When I was about seven or eight years old, my mom and I were buying shoes for me at the Stride Rite inside Oak Court Mall, at the time considered a “nice” place to shop (read: mainly white, with some black employees). I was standing in the aisle when a white boy, maybe a year or two younger than me, pointed me out to his mother and used the word “nigger.” My own mother was out of earshot, so when she returned and saw me crying, I had to explain why. My immediate feeling was a visceral, white-hot shame—I’d never heard anyone speak that word aloud before, let alone at me. I knew it was a very, very bad thing to say, and I felt ashamed for having triggered the saying of it. It was also clear that this word did not belong or apply to me; I’d been insulted, but not properly. I remember covering my face with my hands while my mom insisted we continue to try on shoes, trying to move past the incident. As I recall, no words were spoken between my mother and the boy’s mother—though I seem to remember his mother shushing him in mild embarrassment and alarm—and this made me angry. I resented being made to act as though nothing had happened and was indignant that my mother hadn’t confronted the boy’s mother and made some kind of impassioned, dramatic speech about equality before whisking me off in the style of all the 1980s-era books and PSAs about Standing Up to Injustice! I’d been exposed to.

When you’re a kid, your ability to comment or reflect on your own experience is limited. You take things at face value; your experience feels inevitable, not subject to critique, question, or comparison. Still, you learn quickly that your otherness will never be forgotten, even if you manage to forget from time to time what it is that people see when they look at you. Though by many measures I thrived in a white world, I also clearly saw the disconnect between the stated values of American society and its actions in a way only an outsider can. Even if I didn’t have the language for what privilege was or what it might mean, I could see that my white classmates moved through the world differently from the way I did. They were raised not to see color, so they didn’t think about the fact that when they invited me to their country club birthday party, I would be the only non-white guest and the only non-white person there who wasn’t an employee. Even if it did occur to them, they had no way to appreciate what kind of position that would put me in because they’d never been in the minority in any public space, not once in their entire lives.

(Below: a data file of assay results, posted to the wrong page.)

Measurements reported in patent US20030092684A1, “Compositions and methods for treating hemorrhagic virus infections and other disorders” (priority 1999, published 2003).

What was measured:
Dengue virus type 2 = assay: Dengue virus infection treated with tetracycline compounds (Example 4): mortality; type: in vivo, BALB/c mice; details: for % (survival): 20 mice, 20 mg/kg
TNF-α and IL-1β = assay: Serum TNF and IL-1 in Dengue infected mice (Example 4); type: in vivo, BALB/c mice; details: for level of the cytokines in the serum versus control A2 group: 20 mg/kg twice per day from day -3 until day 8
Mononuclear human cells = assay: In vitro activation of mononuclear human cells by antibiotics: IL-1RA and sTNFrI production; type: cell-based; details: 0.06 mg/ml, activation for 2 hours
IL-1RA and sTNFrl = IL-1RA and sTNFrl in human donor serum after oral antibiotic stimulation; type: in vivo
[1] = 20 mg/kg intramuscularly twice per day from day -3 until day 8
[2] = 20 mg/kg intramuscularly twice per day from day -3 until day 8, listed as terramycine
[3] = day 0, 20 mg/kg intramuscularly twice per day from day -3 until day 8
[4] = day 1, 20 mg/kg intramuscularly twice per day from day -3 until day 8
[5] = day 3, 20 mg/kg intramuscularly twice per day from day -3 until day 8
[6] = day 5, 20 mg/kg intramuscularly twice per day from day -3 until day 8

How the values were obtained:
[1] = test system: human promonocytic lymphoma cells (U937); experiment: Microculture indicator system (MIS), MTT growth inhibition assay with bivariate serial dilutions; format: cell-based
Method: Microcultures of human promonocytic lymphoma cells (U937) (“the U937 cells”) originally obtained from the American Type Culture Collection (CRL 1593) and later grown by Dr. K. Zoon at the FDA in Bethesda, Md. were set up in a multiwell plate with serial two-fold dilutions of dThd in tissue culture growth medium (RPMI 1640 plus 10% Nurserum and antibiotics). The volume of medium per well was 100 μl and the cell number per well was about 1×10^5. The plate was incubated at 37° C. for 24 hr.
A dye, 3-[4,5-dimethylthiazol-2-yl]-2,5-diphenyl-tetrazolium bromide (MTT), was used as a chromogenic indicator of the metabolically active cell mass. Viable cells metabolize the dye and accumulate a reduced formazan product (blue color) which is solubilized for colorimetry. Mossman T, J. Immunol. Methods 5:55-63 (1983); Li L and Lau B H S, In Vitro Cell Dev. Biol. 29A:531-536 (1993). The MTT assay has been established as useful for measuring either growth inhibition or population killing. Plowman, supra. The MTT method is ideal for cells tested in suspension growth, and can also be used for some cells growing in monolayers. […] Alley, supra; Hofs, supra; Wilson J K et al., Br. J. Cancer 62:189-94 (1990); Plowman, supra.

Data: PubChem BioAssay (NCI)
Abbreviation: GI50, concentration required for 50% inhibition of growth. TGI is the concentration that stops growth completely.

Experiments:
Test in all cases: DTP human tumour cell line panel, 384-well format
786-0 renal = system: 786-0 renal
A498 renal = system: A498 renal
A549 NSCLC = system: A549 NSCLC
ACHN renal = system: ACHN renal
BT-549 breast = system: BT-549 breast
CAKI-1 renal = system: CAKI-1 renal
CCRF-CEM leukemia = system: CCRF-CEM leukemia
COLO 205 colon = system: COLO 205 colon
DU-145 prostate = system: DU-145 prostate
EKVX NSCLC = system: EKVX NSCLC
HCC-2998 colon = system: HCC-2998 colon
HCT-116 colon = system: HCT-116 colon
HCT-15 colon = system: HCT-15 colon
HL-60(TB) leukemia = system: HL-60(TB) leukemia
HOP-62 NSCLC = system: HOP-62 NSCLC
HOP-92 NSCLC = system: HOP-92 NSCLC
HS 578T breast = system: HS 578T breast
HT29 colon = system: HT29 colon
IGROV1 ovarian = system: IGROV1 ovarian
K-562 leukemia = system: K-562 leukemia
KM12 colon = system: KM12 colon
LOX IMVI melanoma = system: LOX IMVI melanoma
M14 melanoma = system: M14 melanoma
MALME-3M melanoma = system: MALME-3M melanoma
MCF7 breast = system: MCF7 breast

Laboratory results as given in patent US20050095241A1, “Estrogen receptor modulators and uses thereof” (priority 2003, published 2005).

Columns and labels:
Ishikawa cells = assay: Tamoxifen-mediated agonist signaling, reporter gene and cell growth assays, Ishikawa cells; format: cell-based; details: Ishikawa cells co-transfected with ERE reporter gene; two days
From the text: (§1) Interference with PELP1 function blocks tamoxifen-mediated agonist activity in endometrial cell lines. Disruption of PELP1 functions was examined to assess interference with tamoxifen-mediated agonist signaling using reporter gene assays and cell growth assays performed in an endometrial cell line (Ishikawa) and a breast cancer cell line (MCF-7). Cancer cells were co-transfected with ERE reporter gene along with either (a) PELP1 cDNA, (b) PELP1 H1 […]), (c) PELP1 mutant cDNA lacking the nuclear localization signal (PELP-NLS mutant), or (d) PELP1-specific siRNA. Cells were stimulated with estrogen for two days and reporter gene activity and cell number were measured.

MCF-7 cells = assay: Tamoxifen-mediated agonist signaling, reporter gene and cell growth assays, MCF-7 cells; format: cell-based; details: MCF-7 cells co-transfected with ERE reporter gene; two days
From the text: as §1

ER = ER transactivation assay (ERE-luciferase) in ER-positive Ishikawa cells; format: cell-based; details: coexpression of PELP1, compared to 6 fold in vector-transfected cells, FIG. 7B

The white, upper-class Memphis that I knew existed inside its own bubble, its own self-sustaining world with its own set of rules. Preppy was the only acceptable way to dress, and the popular girls all got David Yurman bracelets for their sixteenth birthdays and had boyfriends who wore deck shoes and popped-collar polos. There were a handful of acceptable college football loyalties, and two or three acceptable places to register for wedding gifts, but a wedding reception at the University Club was basically a no-brainer. Memphis money is old and big on tradition: white-dress debutante balls, the Cotton Carnival, the whole nine yards. Concern for or about the “rest of” Memphis arose only when the bubble was threatened, say with the issue of school redistricting or a perception of “unsavory elements” suddenly appearing in neighborhoods previously considered safe.

Most of the rich white people I knew had at least one important black person in their lives: their housekeeper. The love and devotion to these individuals was real but did not extend to a broader demographic concern. And all too often, a relationship that was inherently imbalanced (employer to employee) was considered a shining example of one’s own tolerance and open-mindedness.

* * *

My alma mater, St. Mary’s Episcopal School, now boasts a minority enrollment of twenty-nine percent, but growing up, I was one of a few handfuls of brown or black girls. Over the course of twelve years, all of the classroom teachers I had were white; the adults of color I remember encountering on campus were maintenance or cafeteria staff.

My counterpoint to this white world was the rich soil of chosen family where everyone was brown like me. Before my birth, my parents had built a community of fellow Indian immigrants all transplanted to Memphis, where they began to raise families. My “uncles” and “aunties” (as I called them) and their children were—and still are—who come to mind when I think about my family, even though I’m not related to a single one of them. This chosen family constituted my other life, my evening-and-weekend self, the girl who ate food with her hands and wore salwar khameezes to temple and didn’t eat meat on Tuesdays as part of her religious observance. I did not show up as that girl at school because it didn’t seem wise to do so. Compartmentalizing became my coping mechanism, one that I would again employ as a young adult, when I realized that I was queer. I didn’t know the term “code-switching” back then, but I sure was doing a lot of it, moving back and forth between various behaviors: identity as assimilation, identity as flag-waving, identity as shame, identity as shield, identity as weapon.

As a nerdy brown girl with thick glasses and frizzy hair, I didn’t have many models for how to be brown inside my particular social context—I had to serve as my own guide. There were no Indian cultural icons to speak of and barely any Asian ones; what did exist landed firmly in the category of stereotype. Sixteen Candles ranked high in the rotation of beloved films for high school girls of my generation, but the character Long Duk Dong made me profoundly uncomfortable, as I feared that I would somehow be implicated by his cringeworthy accent and behavior. Other movies that featured prominently at weekend sleepovers—Steel Magnolias, The Cutting Edge, Girls Just Want to Have Fun, Dangerous Liaisons, The Princess Bride—featured no characters of color whatsoever. This meant lots of improvisation on my part and a fair amount of guessing—could I dress up as Cher from Clueless, or would everyone automatically assume I should go as Dionne, who was black? Did I have to model my outfit after one of the nameless Asian girls who appeared in the background of the film?